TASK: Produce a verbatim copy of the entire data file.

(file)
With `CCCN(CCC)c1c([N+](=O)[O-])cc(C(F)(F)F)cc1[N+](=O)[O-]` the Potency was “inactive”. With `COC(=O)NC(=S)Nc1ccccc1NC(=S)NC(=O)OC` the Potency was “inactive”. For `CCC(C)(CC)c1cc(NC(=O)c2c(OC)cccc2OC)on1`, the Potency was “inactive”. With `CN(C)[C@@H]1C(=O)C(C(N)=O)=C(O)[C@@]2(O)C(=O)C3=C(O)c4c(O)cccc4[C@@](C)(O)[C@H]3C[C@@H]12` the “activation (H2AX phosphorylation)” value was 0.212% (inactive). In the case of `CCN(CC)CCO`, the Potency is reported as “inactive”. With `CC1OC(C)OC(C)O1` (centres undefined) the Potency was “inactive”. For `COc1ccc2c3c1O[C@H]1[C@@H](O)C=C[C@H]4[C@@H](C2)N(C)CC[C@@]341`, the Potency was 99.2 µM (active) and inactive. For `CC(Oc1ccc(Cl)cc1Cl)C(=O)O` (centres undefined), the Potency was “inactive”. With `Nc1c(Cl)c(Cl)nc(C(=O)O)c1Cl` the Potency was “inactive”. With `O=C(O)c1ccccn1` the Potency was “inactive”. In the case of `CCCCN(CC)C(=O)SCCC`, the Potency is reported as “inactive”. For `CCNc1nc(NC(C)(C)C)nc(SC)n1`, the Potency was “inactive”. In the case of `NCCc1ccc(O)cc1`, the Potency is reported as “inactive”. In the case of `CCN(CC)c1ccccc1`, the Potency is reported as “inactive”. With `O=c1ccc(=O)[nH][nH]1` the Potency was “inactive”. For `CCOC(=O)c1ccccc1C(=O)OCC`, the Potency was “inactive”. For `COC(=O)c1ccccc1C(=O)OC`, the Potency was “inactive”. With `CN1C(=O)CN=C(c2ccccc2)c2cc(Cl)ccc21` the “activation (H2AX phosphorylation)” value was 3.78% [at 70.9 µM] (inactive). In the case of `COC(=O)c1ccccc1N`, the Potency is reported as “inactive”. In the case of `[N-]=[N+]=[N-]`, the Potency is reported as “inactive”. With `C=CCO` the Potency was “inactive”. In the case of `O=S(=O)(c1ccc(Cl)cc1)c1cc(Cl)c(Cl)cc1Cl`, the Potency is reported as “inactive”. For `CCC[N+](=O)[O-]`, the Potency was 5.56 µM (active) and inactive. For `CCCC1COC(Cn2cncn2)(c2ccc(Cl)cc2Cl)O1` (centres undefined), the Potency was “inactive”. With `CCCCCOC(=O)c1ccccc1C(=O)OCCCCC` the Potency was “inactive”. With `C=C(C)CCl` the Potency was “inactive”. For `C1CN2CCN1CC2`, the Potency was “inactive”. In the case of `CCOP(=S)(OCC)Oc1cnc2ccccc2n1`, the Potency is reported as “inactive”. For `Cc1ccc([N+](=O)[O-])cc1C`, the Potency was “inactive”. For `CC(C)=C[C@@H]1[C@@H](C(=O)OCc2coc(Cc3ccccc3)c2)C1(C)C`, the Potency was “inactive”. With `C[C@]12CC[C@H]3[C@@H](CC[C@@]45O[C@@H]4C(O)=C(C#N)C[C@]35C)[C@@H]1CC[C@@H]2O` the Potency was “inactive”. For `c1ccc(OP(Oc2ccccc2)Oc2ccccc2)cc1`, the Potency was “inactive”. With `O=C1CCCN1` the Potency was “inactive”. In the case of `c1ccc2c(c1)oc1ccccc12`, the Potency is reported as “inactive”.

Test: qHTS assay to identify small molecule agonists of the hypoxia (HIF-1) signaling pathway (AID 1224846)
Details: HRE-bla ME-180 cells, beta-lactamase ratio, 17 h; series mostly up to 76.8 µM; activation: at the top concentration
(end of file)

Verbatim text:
With `CCCN(CCC)c1c([N+](=O)[O-])cc(C(F)(F)F)cc1[N+](=O)[O-]` the Potency was “inactive”. With `COC(=O)NC(=S)Nc1ccccc1NC(=S)NC(=O)OC` the Potency was “inactive”. For `CCC(C)(CC)c1cc(NC(=O)c2c(OC)cccc2OC)on1`, the Potency was “inactive”. With `CN(C)[C@@H]1C(=O)C(C(N)=O)=C(O)[C@@]2(O)C(=O)C3=C(O)c4c(O)cccc4[C@@](C)(O)[C@H]3C[C@@H]12` the “activation (H2AX phosphorylation)” value was 0.212% (inactive). In the case of `CCN(CC)CCO`, the Potency is reported as “inactive”. With `CC1OC(C)OC(C)O1` (centres undefined) the Potency was “inactive”. For `COc1ccc2c3c1O[C@H]1[C@@H](O)C=C[C@H]4[C@@H](C2)N(C)CC[C@@]341`, the Potency was 99.2 µM (active) and inactive. For `CC(Oc1ccc(Cl)cc1Cl)C(=O)O` (centres undefined), the Potency was “inactive”. With `Nc1c(Cl)c(Cl)nc(C(=O)O)c1Cl` the Potency was “inactive”. With `O=C(O)c1ccccn1` the Potency was “inactive”. In the case of `CCCCN(CC)C(=O)SCCC`, the Potency is reported as “inactive”. For `CCNc1nc(NC(C)(C)C)nc(SC)n1`, the Potency was “inactive”. In the case of `NCCc1ccc(O)cc1`, the Potency is reported as “inactive”. In the case of `CCN(CC)c1ccccc1`, the Potency is reported as “inactive”. With `O=c1ccc(=O)[nH][nH]1` the Potency was “inactive”. For `CCOC(=O)c1ccccc1C(=O)OCC`, the Potency was “inactive”. For `COC(=O)c1ccccc1C(=O)OC`, the Potency was “inactive”. With `CN1C(=O)CN=C(c2ccccc2)c2cc(Cl)ccc21` the “activation (H2AX phosphorylation)” value was 3.78% [at 70.9 µM] (inactive). In the case of `COC(=O)c1ccccc1N`, the Potency is reported as “inactive”. In the case of `[N-]=[N+]=[N-]`, the Potency is reported as “inactive”. With `C=CCO` the Potency was “inactive”. In the case of `O=S(=O)(c1ccc(Cl)cc1)c1cc(Cl)c(Cl)cc1Cl`, the Potency is reported as “inactive”. For `CCC[N+](=O)[O-]`, the Potency was 5.56 µM (active) and inactive. For `CCCC1COC(Cn2cncn2)(c2ccc(Cl)cc2Cl)O1` (centres undefined), the Potency was “inactive”. With `CCCCCOC(=O)c1ccccc1C(=O)OCCCCC` the Potency was “inactive”. With `C=C(C)CCl` the Potency was “inactive”. For `C1CN2CCN1CC2`, the Potency was “inactive”. In the case of `CCOP(=S)(OCC)Oc1cnc2ccccc2n1`, the Potency is reported as “inactive”. For `Cc1ccc([N+](=O)[O-])cc1C`, the Potency was “inactive”. For `CC(C)=C[C@@H]1[C@@H](C(=O)OCc2coc(Cc3ccccc3)c2)C1(C)C`, the Potency was “inactive”. With `C[C@]12CC[C@H]3[C@@H](CC[C@@]45O[C@@H]4C(O)=C(C#N)C[C@]35C)[C@@H]1CC[C@@H]2O` the Potency was “inactive”. For `c1ccc(OP(Oc2ccccc2)Oc2ccccc2)cc1`, the Potency was “inactive”. With `O=C1CCCN1` the Potency was “inactive”. In the case of `c1ccc2c(c1)oc1ccccc12`, the Potency is reported as “inactive”.

Test: qHTS assay to identify small molecule agonists of the hypoxia (HIF-1) signaling pathway (AID 1224846)
Details: HRE-bla ME-180 cells, beta-lactamase ratio, 17 h; series mostly up to 76.8 µM; activation: at the top concentration